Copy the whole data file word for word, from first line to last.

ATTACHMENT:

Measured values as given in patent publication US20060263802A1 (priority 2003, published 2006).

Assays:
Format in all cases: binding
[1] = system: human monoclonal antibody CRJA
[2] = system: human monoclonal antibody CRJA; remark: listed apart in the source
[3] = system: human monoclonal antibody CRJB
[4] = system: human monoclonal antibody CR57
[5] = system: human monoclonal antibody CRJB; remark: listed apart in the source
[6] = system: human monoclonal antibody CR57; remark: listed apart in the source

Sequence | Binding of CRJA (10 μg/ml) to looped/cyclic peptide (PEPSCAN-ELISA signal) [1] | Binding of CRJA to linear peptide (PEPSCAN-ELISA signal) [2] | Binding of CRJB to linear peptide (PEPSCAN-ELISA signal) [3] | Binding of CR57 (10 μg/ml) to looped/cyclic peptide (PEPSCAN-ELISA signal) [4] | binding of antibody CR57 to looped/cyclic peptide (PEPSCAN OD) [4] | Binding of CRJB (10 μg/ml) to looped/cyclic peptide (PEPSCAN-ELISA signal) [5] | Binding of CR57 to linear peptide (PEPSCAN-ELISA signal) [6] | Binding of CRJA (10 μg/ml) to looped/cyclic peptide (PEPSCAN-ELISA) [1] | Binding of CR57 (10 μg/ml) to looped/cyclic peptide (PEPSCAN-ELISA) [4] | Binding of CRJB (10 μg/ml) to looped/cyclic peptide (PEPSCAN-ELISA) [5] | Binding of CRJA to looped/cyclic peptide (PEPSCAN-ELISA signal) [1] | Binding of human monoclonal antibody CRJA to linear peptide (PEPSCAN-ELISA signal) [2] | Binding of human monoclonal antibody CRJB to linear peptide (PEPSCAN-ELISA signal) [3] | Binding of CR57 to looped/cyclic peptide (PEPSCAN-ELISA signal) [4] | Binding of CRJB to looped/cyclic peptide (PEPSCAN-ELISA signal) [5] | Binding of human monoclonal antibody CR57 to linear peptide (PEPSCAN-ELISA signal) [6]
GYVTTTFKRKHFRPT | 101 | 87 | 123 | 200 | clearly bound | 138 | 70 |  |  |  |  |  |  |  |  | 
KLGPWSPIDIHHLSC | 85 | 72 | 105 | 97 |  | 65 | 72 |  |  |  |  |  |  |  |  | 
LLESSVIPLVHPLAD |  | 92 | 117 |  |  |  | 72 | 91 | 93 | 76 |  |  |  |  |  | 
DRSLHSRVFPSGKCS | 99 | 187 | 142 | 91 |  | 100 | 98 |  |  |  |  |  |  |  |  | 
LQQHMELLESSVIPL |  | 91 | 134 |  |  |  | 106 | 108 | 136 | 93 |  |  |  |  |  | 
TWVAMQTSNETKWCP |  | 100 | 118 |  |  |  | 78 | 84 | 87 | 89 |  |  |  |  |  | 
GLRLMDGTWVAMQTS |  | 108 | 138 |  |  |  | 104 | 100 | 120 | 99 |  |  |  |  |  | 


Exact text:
Measured values as given in patent publication US20060263802A1 (priority 2003, published 2006).

Assays:
Format in all cases: binding
[1] = system: human monoclonal antibody CRJA
[2] = system: human monoclonal antibody CRJA; remark: listed apart in the source
[3] = system: human monoclonal antibody CRJB
[4] = system: human monoclonal antibody CR57
[5] = system: human monoclonal antibody CRJB; remark: listed apart in the source
[6] = system: human monoclonal antibody CR57; remark: listed apart in the source

Sequence | Binding of CRJA (10 μg/ml) to looped/cyclic peptide (PEPSCAN-ELISA signal) [1] | Binding of CRJA to linear peptide (PEPSCAN-ELISA signal) [2] | Binding of CRJB to linear peptide (PEPSCAN-ELISA signal) [3] | Binding of CR57 (10 μg/ml) to looped/cyclic peptide (PEPSCAN-ELISA signal) [4] | binding of antibody CR57 to looped/cyclic peptide (PEPSCAN OD) [4] | Binding of CRJB (10 μg/ml) to looped/cyclic peptide (PEPSCAN-ELISA signal) [5] | Binding of CR57 to linear peptide (PEPSCAN-ELISA signal) [6] | Binding of CRJA (10 μg/ml) to looped/cyclic peptide (PEPSCAN-ELISA) [1] | Binding of CR57 (10 μg/ml) to looped/cyclic peptide (PEPSCAN-ELISA) [4] | Binding of CRJB (10 μg/ml) to looped/cyclic peptide (PEPSCAN-ELISA) [5] | Binding of CRJA to looped/cyclic peptide (PEPSCAN-ELISA signal) [1] | Binding of human monoclonal antibody CRJA to linear peptide (PEPSCAN-ELISA signal) [2] | Binding of human monoclonal antibody CRJB to linear peptide (PEPSCAN-ELISA signal) [3] | Binding of CR57 to looped/cyclic peptide (PEPSCAN-ELISA signal) [4] | Binding of CRJB to looped/cyclic peptide (PEPSCAN-ELISA signal) [5] | Binding of human monoclonal antibody CR57 to linear peptide (PEPSCAN-ELISA signal) [6]
GYVTTTFKRKHFRPT | 101 | 87 | 123 | 200 | clearly bound | 138 | 70 |  |  |  |  |  |  |  |  | 
KLGPWSPIDIHHLSC | 85 | 72 | 105 | 97 |  | 65 | 72 |  |  |  |  |  |  |  |  | 
LLESSVIPLVHPLAD |  | 92 | 117 |  |  |  | 72 | 91 | 93 | 76 |  |  |  |  |  | 
DRSLHSRVFPSGKCS | 99 | 187 | 142 | 91 |  | 100 | 98 |  |  |  |  |  |  |  |  | 
LQQHMELLESSVIPL |  | 91 | 134 |  |  |  | 106 | 108 | 136 | 93 |  |  |  |  |  | 
TWVAMQTSNETKWCP |  | 100 | 118 |  |  |  | 78 | 84 | 87 | 89 |  |  |  |  |  | 
GLRLMDGTWVAMQTS |  | 108 | 138 |  |  |  | 104 | 100 | 120 | 99 |  |  |  |  |  | 